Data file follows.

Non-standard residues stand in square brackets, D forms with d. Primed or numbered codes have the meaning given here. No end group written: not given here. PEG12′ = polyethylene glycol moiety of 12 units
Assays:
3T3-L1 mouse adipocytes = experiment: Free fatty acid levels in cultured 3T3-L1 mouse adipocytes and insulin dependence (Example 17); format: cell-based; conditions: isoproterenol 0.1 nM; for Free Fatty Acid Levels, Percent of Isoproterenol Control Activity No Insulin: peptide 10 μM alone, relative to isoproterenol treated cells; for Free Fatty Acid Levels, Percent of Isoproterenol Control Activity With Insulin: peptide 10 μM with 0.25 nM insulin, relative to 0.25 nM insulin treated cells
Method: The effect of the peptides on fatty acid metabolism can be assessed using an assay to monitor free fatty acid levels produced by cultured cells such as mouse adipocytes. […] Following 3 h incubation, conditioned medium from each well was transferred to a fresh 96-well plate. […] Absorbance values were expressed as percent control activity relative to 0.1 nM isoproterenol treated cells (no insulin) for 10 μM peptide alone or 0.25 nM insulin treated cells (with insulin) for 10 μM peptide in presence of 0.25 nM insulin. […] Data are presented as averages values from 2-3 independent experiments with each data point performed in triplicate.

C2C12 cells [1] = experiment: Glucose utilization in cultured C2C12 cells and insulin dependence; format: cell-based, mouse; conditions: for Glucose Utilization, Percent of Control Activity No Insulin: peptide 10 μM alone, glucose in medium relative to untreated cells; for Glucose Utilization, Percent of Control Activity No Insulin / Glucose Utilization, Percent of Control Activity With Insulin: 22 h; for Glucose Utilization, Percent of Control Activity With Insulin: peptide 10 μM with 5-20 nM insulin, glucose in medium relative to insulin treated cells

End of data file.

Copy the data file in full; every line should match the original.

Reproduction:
Non-standard residues stand in square brackets, D forms with d. Primed or numbered codes have the meaning given here. No end group written: not given here. PEG12′ = polyethylene glycol moiety of 12 units
Assays:
3T3-L1 mouse adipocytes = experiment: Free fatty acid levels in cultured 3T3-L1 mouse adipocytes and insulin dependence (Example 17); format: cell-based; conditions: isoproterenol 0.1 nM; for Free Fatty Acid Levels, Percent of Isoproterenol Control Activity No Insulin: peptide 10 μM alone, relative to isoproterenol treated cells; for Free Fatty Acid Levels, Percent of Isoproterenol Control Activity With Insulin: peptide 10 μM with 0.25 nM insulin, relative to 0.25 nM insulin treated cells
Method: The effect of the peptides on fatty acid metabolism can be assessed using an assay to monitor free fatty acid levels produced by cultured cells such as mouse adipocytes. […] Following 3 h incubation, conditioned medium from each well was transferred to a fresh 96-well plate. […] Absorbance values were expressed as percent control activity relative to 0.1 nM isoproterenol treated cells (no insulin) for 10 μM peptide alone or 0.25 nM insulin treated cells (with insulin) for 10 μM peptide in presence of 0.25 nM insulin. […] Data are presented as averages values from 2-3 independent experiments with each data point performed in triplicate.

C2C12 cells [1] = experiment: Glucose utilization in cultured C2C12 cells and insulin dependence; format: cell-based, mouse; conditions: for Glucose Utilization, Percent of Control Activity No Insulin: peptide 10 μM alone, glucose in medium relative to untreated cells; for Glucose Utilization, Percent of Control Activity No Insulin / Glucose Utilization, Percent of Control Activity With Insulin: 22 h; for Glucose Utilization, Percent of Control Activity With Insulin: peptide 10 μM with 5-20 nM insulin, glucose in medium relative to insulin treated cells